(WKBW release) First Wind, an independent U.S.-based wind energy company, on Tuesday celebrated the completion of its Steel Winds II expansion.
According to a news release issued Tuesday:
U.S. Rep. Brian Higgins and other local leaders joined First Wind officials for a ribbon-cutting ceremony at the project site, which was built on the shores of Lake Erie on the abandoned Bethlehem Steel mill site. With Steel Winds II now in commercial operations, the 35 MW cumulative Steel Winds project will have the capacity to generate enough clean electricity to power approximately 9,000 New York homes—and help bring the state closer to its goal of 30 percent renewable energy sources by 2015.
“Fifty years ago Western New York set ourselves apart by taking advantage of our natural resources and building the Niagara Power Project,” Higgins said in the news release. “Today, with the addition and expansion of Steel Winds we again demonstrate our ability to embrace the regions’ unique characteristics and harness the power of the wind to create clean energy. Here, on land at the water’s edge that has sat dormant for too long, we again have people working as we take what was old and make it new again to build a stronger tomorrow.”
Steel Winds harnesses the famed winds of the Great Lakes region, revitalizing local pride in a site that had been forgotten and neglected since Bethlehem Steel’s closure in the early 1980’s. Economically, the Steel Winds II project will provide a source of significant revenue by adding an average of $190,000 in annual tax revenue to the surrounding communities and school districts. First Wind also makes $100,000 annual voluntary payments to the cities of Hamburg and Lackawanna’s general funds.
“The Steel Winds project demonstrates that business can be innovative and successful when given the opportunity,” said Hamburg Town Supervisor Steven Walters. “To return a long vacant Brownfield back into a productive piece of property is something everyone should be excited about. We are very proud to be part of this project with Steel Winds to bring clean wind energy to Erie County.”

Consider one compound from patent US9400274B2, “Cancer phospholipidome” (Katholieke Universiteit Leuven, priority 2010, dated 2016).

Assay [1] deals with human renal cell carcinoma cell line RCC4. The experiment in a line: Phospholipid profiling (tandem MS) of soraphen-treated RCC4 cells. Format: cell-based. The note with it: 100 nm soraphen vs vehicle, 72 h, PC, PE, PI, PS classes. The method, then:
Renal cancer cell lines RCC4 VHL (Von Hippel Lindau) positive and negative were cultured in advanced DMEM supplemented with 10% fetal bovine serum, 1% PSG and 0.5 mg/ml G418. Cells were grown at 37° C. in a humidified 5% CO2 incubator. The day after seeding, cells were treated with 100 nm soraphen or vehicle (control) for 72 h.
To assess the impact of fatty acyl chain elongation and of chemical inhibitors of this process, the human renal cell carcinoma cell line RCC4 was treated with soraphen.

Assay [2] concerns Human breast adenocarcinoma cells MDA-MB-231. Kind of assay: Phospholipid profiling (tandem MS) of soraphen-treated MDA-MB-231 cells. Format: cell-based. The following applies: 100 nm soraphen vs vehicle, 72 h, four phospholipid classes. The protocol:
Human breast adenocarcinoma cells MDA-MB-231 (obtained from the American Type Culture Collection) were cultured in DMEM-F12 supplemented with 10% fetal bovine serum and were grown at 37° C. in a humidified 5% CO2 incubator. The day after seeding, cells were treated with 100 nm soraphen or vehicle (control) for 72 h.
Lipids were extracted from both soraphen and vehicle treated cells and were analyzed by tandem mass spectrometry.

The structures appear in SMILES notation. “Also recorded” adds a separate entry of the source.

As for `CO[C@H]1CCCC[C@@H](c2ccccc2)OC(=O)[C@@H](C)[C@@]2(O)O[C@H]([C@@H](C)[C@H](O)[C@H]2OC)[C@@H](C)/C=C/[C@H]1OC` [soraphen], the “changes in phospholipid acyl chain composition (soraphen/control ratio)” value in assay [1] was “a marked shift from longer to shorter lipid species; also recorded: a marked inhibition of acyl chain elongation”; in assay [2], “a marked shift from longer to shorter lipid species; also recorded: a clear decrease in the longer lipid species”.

“Green energy is not just a trend of current times, it must be the trend for the future of civilization,” said Lackawanna Mayor Geoffrey Szymanski “I am honored to have Lackawanna continuing the trend of the utilization of natural energy while working with First Wind and the expansion of Steel Winds project. They have restored beauty to our waterfront and brought international notoriety for the creative use of turning a brownfield into a Greenfield.”
Located just south of Buffalo, New York, in the city of Lackawanna and town of Hamburg, the Steel Winds I project is situated on a 30-acre portion of the former Bethlehem Steel facility, which has been returned to productive use under the New York Department of Environmental Conservation Brownfield Cleanup Program. The 20 MW first phase went online in June 2007. As part of the 15 MW expansion, First Wind installed six additional 2.5 MW wind turbines on additional portions of the old Bethlehem Steel mill site.
“We are very happy to see this expansion complete and the continued transformation of this site from a forgotten industrial expanse into a progressive and renewable source of clean energy,” said Paul Gaynor, CEO of First Wind. “We’ve partnered with the Lackawanna and Hamburg communities for several years now, and we appreciate the immense support from the local leaders and community members as we worked to expand this already successful project. We also recognize the excellent work of Tennessee Valley Infrastructure Group (TVIG), which was the contractor on this project.”
During construction of the expansion, for which TVIG was the general contractor, Steel Winds II created about 100 jobs, and several local businesses saw an increase in business and revenue.
Steel Winds has also made a tremendous contribution to improving the environment. Construction of Steel Winds I and II enabled the innovative reuse of industrial land. A traditional fossil-fueled facility in New York producing an equivalent amount of electric energy would consume over 115,000 barrels of oil or over 32,000 tons of coal per year. The power produced by both phases of the Steel Winds project is the equivalent of decreasing carbon dioxide emissions by over 23,000 tons annually, according to the Environmental Protection Agency’s (U.S. EPA) Emissions and Generation Resource Integrated Database (E-GRID).